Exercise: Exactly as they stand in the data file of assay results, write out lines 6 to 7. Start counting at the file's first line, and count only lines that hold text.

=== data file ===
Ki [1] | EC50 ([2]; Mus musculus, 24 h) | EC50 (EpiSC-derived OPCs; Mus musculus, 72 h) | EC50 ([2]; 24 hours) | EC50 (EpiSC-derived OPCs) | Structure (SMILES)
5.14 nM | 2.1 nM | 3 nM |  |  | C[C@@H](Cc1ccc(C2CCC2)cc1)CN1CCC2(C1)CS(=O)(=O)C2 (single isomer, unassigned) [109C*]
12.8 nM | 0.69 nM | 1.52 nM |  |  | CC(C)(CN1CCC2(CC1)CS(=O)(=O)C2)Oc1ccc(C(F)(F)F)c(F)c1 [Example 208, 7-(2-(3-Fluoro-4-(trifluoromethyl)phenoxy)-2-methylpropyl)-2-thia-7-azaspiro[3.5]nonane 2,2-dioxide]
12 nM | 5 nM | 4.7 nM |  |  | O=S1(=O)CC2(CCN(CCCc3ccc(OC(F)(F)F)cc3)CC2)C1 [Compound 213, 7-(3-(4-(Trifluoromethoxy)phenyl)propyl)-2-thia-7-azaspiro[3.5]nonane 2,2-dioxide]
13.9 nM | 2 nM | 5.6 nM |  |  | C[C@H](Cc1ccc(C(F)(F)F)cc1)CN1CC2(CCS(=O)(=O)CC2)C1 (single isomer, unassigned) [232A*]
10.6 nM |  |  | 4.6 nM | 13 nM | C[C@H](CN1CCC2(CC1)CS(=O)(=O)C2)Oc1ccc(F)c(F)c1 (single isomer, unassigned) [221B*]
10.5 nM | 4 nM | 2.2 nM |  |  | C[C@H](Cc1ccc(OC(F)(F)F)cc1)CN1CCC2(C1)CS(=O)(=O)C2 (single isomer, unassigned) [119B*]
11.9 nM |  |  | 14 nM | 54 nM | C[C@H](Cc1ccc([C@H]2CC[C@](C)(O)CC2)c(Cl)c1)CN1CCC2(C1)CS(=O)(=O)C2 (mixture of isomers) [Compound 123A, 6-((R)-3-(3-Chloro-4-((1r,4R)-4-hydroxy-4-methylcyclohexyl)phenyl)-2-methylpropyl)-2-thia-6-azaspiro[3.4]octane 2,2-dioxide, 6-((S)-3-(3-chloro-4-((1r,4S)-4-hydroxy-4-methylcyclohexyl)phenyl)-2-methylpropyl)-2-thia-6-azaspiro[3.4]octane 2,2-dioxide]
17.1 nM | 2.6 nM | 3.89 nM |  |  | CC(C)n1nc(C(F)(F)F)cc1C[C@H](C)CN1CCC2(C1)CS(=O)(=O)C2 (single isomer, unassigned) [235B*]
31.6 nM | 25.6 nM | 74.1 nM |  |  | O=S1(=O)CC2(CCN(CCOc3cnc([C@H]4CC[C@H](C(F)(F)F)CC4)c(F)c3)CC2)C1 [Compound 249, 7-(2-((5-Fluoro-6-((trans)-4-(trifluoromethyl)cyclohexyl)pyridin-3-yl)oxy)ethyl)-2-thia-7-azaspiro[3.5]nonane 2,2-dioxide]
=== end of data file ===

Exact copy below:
10.6 nM |  |  | 4.6 nM | 13 nM | C[C@H](CN1CCC2(CC1)CS(=O)(=O)C2)Oc1ccc(F)c(F)c1 (single isomer, unassigned) [221B*]
10.5 nM | 4 nM | 2.2 nM |  |  | C[C@H](Cc1ccc(OC(F)(F)F)cc1)CN1CCC2(C1)CS(=O)(=O)C2 (single isomer, unassigned) [119B*]